Tina Fey Warned Bowen Yang About Sharing Real Opinions

‘Authenticity is dangerous and expensive’
Tina Fey Warned Bowen Yang About Sharing Real Opinions

Keep it to yourself. 

Though she didn’t say it in so many words, that was Tina Fey’s advice to Bowen Yang when she appeared on his podcast Las Culturistas. “She — in a very playful, so brilliant way — was railing against me for sharing my real opinions on movies on the podcast and just my real opinions in general,” Yang said on NPR’s Wild Card podcast

In short, Fey was warning him that offhand remarks have a way of becoming part of one’s social history, thanks to the wonders of podcast technology. “The internet,” said Yang, “is written in permanent marker.” 

Yang was getting too famous to share every opinion that entered his head, Fey jokingly warned. What if the director of Saltburn wants to hire him for an upcoming project, only to kill the idea after hearing his online disrespect? Being brutally honest is a luxury few careers can afford.

The sentiment was summed up in one line from Fey’s appearance that “kind of went a little viral,” Yang said. The nugget that caught the internet’s interest? “Authenticity is dangerous and expensive.”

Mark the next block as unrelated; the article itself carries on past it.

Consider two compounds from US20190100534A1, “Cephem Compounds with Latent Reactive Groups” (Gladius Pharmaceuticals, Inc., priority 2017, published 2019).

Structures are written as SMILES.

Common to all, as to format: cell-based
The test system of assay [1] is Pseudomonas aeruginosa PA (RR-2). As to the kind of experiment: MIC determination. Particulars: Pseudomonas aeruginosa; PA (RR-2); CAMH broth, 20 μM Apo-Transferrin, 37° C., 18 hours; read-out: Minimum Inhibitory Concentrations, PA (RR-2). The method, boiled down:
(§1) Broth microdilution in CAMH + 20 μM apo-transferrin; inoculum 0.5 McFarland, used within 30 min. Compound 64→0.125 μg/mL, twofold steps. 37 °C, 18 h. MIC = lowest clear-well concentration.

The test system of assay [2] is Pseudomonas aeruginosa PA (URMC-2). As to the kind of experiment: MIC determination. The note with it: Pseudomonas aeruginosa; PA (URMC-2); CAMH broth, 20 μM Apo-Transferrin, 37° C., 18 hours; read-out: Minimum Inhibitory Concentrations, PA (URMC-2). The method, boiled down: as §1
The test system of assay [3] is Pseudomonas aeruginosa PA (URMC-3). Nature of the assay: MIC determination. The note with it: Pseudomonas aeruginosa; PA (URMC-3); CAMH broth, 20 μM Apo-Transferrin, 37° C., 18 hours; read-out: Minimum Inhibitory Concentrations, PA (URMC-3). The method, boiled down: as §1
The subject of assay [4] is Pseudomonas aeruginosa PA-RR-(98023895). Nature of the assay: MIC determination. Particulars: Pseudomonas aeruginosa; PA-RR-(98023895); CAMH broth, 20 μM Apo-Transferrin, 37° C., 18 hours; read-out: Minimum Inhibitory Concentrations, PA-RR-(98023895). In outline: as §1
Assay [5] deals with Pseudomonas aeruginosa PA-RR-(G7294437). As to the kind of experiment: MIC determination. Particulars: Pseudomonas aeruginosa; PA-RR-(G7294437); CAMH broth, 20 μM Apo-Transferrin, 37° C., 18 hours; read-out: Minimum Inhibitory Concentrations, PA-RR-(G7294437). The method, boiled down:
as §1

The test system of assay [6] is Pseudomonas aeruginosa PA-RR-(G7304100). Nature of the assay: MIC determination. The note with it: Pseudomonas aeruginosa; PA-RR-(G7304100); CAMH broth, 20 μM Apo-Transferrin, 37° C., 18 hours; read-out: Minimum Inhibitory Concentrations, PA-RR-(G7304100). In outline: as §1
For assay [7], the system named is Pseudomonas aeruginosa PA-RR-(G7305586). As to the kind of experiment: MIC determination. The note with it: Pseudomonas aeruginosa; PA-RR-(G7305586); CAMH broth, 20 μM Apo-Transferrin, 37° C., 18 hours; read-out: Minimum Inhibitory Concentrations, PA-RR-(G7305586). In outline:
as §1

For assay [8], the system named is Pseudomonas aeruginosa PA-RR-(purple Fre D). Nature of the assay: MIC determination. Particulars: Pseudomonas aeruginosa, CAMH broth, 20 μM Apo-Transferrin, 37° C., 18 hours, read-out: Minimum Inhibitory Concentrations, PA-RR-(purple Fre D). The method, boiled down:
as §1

Yang explained to NPR that he’s still reckoning with that truth. “I've always been an open book,” he confessed. “I've always shared my thoughts pretty extemporaneously on things and haven’t really regretted them too much. But now I think I’m reevaluating what it means. How worth it is it to be honest about everything?”

That said, discretion seems wise, but it has its own costs, too. After all, Yang maintained, “if you start to self-censor a bit, then what does that do to your idea of yourself?” 

It’s a problem familiar to anyone who’s spent time in the public eye. “The idea that people are listening or watching is so overwhelming if I think about it for too long,” he explained. “And isn’t that ironic? Because I feel like with media, that’s the whole point. The whole point is for it to be disseminated, it’s for it to be distributed widely and literally broadcast. But there’s something a little paralyzing about that.”

One thing that Yang kept to himself? At least initially, it was the news that Lorne Michaels was moving him into the main cast of Saturday Night Live. Before the announcement went public, Yang said, “I knew that I had to get up super early that morning, just for myself.”

The comic got up at the crack of dawn for a long walk to Prospect Park in Brooklyn where he watched the sunrise. His advice to himself: “Don’t listen to music, just hear the sounds of the world around you and take this in. Take this last moment in before you go down this crazy chute, where you will likely have very little control over what happens from this point forward. This is your last moment to yourself. I knew for whatever reason that that was going to be a moment that I had to really claim before things were out there and before people could make evaluations on you. This is for you.”

Tina Fey would have been proud.


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